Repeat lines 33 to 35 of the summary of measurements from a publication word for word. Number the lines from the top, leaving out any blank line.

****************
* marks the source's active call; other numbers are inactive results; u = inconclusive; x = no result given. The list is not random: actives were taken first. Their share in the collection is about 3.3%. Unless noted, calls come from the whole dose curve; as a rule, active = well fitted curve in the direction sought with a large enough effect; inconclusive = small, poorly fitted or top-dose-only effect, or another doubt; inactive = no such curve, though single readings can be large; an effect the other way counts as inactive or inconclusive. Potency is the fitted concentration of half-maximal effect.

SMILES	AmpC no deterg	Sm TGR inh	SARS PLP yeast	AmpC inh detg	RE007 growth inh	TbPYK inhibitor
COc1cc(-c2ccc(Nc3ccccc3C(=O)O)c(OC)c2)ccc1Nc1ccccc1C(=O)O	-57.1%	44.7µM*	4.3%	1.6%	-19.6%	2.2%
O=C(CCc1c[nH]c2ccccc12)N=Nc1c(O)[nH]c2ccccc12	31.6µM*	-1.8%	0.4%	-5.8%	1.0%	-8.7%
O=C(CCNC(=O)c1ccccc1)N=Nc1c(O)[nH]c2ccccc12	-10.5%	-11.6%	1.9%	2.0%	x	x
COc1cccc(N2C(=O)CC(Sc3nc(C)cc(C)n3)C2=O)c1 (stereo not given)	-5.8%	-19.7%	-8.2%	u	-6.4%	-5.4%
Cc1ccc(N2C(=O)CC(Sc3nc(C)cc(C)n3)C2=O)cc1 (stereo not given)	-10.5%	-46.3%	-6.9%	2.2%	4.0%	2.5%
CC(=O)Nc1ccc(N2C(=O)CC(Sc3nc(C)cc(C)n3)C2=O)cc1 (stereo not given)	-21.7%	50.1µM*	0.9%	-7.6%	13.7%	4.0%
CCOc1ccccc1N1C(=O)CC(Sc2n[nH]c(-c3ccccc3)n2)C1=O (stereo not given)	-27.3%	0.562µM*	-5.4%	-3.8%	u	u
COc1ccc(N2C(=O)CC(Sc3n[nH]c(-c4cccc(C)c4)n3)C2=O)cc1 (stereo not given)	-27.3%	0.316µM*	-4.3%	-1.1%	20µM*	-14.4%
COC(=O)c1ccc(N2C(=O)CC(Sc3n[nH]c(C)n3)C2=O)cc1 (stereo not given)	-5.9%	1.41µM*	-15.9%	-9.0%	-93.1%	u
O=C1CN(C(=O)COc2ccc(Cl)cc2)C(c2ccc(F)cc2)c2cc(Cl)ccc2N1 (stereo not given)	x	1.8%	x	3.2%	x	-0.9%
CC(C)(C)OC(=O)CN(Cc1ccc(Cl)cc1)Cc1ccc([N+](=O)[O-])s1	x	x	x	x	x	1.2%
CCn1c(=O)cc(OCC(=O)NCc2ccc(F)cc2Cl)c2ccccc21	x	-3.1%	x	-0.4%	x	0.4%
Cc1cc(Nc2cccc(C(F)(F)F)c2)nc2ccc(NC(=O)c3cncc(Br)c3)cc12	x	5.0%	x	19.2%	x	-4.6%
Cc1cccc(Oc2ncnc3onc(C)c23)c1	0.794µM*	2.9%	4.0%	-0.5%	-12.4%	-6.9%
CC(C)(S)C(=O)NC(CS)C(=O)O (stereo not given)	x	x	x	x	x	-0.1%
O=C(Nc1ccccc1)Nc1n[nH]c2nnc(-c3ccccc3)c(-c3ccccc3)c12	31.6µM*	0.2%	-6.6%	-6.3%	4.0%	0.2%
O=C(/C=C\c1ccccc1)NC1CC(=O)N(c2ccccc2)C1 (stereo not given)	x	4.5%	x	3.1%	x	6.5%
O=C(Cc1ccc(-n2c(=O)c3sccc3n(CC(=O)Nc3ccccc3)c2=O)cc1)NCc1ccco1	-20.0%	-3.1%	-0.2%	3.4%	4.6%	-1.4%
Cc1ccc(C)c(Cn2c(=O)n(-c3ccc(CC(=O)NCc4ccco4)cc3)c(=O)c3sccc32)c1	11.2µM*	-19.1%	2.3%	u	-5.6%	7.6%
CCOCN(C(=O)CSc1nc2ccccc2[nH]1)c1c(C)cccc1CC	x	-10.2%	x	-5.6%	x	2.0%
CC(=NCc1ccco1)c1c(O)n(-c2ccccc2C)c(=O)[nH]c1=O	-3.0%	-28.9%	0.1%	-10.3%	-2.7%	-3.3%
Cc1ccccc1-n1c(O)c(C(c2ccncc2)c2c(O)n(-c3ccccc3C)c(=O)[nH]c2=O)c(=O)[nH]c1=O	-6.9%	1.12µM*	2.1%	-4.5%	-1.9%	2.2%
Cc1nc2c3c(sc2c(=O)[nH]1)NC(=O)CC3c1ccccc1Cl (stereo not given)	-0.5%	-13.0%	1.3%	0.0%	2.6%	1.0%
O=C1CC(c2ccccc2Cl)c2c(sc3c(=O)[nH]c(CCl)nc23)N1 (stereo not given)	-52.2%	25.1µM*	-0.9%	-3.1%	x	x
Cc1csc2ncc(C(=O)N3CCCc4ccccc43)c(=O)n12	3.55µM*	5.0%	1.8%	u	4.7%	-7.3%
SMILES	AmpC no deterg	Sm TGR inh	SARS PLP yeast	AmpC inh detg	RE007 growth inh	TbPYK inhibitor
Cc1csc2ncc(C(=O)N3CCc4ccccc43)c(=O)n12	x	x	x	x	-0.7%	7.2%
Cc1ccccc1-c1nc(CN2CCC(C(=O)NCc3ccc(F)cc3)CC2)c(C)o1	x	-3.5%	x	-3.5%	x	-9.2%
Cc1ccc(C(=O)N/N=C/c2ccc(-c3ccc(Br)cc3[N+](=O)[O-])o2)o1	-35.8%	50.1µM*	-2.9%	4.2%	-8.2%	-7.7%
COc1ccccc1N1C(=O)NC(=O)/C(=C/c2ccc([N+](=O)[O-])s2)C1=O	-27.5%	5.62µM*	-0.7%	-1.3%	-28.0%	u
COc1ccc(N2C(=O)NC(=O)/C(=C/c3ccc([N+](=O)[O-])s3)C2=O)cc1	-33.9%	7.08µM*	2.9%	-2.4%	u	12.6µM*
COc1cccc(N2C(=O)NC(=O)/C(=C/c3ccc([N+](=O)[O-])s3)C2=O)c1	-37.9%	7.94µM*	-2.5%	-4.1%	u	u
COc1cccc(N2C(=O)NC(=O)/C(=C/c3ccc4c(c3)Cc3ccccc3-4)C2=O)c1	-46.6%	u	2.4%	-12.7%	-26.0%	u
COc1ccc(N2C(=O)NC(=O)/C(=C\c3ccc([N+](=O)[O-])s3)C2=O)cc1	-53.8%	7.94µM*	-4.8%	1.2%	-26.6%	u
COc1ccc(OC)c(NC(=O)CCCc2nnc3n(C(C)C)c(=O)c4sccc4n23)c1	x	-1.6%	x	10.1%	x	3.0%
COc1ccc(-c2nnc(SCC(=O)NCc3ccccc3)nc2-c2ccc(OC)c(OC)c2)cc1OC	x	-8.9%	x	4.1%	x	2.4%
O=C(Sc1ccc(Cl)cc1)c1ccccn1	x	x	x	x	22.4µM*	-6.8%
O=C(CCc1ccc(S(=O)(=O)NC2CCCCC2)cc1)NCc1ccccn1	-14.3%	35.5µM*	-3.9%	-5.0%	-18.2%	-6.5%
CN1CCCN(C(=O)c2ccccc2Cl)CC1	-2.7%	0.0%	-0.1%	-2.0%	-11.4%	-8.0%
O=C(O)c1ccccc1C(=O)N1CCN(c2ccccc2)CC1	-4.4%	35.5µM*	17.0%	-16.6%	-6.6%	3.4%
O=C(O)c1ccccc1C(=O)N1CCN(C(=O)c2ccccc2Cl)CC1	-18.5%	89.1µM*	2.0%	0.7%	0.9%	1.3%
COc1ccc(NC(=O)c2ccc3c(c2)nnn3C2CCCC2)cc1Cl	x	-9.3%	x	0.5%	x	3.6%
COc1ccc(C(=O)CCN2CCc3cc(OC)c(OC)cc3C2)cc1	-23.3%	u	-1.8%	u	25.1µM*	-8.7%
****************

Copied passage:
COc1ccc(N2C(=O)NC(=O)/C(=C/c3ccc([N+](=O)[O-])s3)C2=O)cc1	-33.9%	7.08µM*	2.9%	-2.4%	u	12.6µM*
COc1cccc(N2C(=O)NC(=O)/C(=C/c3ccc([N+](=O)[O-])s3)C2=O)c1	-37.9%	7.94µM*	-2.5%	-4.1%	u	u
COc1cccc(N2C(=O)NC(=O)/C(=C/c3ccc4c(c3)Cc3ccccc3-4)C2=O)c1	-46.6%	u	2.4%	-12.7%	-26.0%	u